Ever since the monstrous $700 GeForce GTX 1080 Ti launched, the world’s been waiting to see what this beastly GPU was capable of in the hands of Nvidia’s hardware partners. The Founders Edition delivered damn near uncompromising 60-fps performance at 4K resolution with everything cranked to 11, and that was with a lowly reference cooler and stock clock speeds. How far can factory-overclocked versions with potent custom cooling solutions go?
Well, for the first time ever, a graphics card is so damn fast that it managed to largely push a game’s bottleneck off of the GPU and onto the CPU in PCWorld’s ferocious testing PC—while running 15 degrees or more cooler than the Founders Edition.
And the EVGA GTX 1080 Ti SC2 ($720 on Amazon) isn’t even EVGA’s fastest custom GTX 1080 Ti.
Meet the EVGA GTX 1080 Ti SC2
Before we dive into the customizations EVGA made to the SC2, here’s a refresher on the GTX 1080 Ti’s default technical specs, built around the full-fat version of Nvidia’s GP102 graphics processor.
The major difference under the hood of EVGA’s card is the GPU clock speed. The GTX 1080 Ti SC2 hums along at a 1,556MHz base clock and 1,670MHz boost clock. That’s a healthy 88MHz leap over the GTX 1080 Ti Founders Edition boost clock—heck, the EVGA card’s base clock is a mere 26MHz away from the stock version’s boost clock. The numbers aren’t as concrete as they seem, however, as the GTX 1080 Ti regularly surpasses its rated boost clock anyway. Before performing any additional overclocking, we saw EVGA’s card hit clock speeds up to 1,850MHz in some games, depending on what was happening on-screen.
The memory’s untouched compared to the reference version, with a borderline excessive 11GB of GDDR5X of onboard RAM. The cooling solution is anything but.
You’ll notice EVGA’s new shroud design first. With the GTX 1080 Ti lineup, the company’s ditched the solid exterior found in its customized GTX 1080 models for a porous new aesthetic that shows the beefy heatsink lurking underneath. The look’s been somewhat divisive in forums but I dig it, not least of which because it shows the true star of the show here: EVGA’s ambitious iCX cooling setup.
We went hands-on with EVGA’s revolutionary iCX when it debuted in the GTX 1080 FTW2 earlier this year, and it’s worth highlighting again. Graphics cards have traditionally only featured a single temperature sensor, monitoring the GPU processor itself. EVGA’s iCX loads the card with not one, not two, but nine additional sensors that also monitors the rear of the GPU, the onboard memory modules, and the power controllers. Virtually every aspect of your graphics card is tracked.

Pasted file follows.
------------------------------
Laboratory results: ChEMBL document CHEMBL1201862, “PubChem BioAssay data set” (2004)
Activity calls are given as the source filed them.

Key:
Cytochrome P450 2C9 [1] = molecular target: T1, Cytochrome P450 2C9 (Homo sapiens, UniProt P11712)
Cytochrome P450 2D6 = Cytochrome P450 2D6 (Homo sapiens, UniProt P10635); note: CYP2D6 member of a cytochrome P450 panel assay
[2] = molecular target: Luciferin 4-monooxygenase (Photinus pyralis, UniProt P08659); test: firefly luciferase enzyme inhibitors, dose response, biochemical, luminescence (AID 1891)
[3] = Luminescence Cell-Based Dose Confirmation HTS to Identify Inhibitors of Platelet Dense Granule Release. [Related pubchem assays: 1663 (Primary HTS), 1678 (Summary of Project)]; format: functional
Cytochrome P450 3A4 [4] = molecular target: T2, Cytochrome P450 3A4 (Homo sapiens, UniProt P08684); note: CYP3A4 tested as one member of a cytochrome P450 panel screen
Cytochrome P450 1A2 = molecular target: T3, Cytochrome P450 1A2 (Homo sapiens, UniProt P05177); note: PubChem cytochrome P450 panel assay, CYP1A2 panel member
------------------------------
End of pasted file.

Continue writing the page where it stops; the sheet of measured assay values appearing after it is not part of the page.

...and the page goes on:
But iCX does more than simply track temperatures. It uses that comprehensive data to control the speeds of the dual fans independently, with the leftmost fan responding to the GPU temperature, and the right-side fan adjusting speeds to keep the memory and PWMs cool. If the memory’s heating up rapidly but the GPU itself is staying relatively cool, as can happen with the Furmark stress test, the dedicated GPU fan maintains a slower, quieter speed, while the memory fan ramps up.
EVGA’s tweaked the VRM heatpipe design on iCX-equipped GTX 1080 Ti cards as well, to help keep temperatures even lower.
You can monitor your temperatures sensor-by-sensor in EVGA’s Precision XOC software, or just by glancing at the graphics card in your case. Three RGB lights above the EVGA GTX 1080 Ti SC2’s logo on the card's edge indicate how hot your GPU, PWMs, and memory are, respectively. As components heat up, the individual lights change color (not that you’ll have to worry about it much with this card). Precision XOC lets you customize the colors of the EVGA logo as well as the RGB indicators.
It feels like the future of cooling, and it’s stunningly effective in practice. It’s nice seeing RGB lights being used to practical effects, as well. Most custom GTX 1080 Ti cards released thus far have used thicker 2.5- or 3-slot designs to keep the GPU tamed, but EVGA’s card sticks to a traditional 2-slot size, so it’ll be interesting to see how iCX holds up in games.
As far as the rest of the card goes, the EVGA GTX 1080 Ti SC2 features a sturdy backplate, as you’d expect in a graphics card this pricey. Despite its higher clock speeds, the card still harbors the same 250-watt TDP as the Founders Edition, and the same 8-pin and 6-pin power connectors. EVGA’s internal 7+2 power phases will help you push the GPU to even faster speeds.
There’s one final tweak of note. While Nvidia’s GTX 1080 Ti Founders Edition ditched the DVI-D port to increase cooling while sticking to the same form factor as the GTX 1080 Founders Edition, EVGA’s robust cooling system allows the company to return the legacy, yet well-loved connector to its rightful place on the rear of the card.
Enough talk. Let’s benchmark this badass. You’re going to want to read the results for heat and Ashes of the Singularity.
Next page: System configuration, benchmarks begin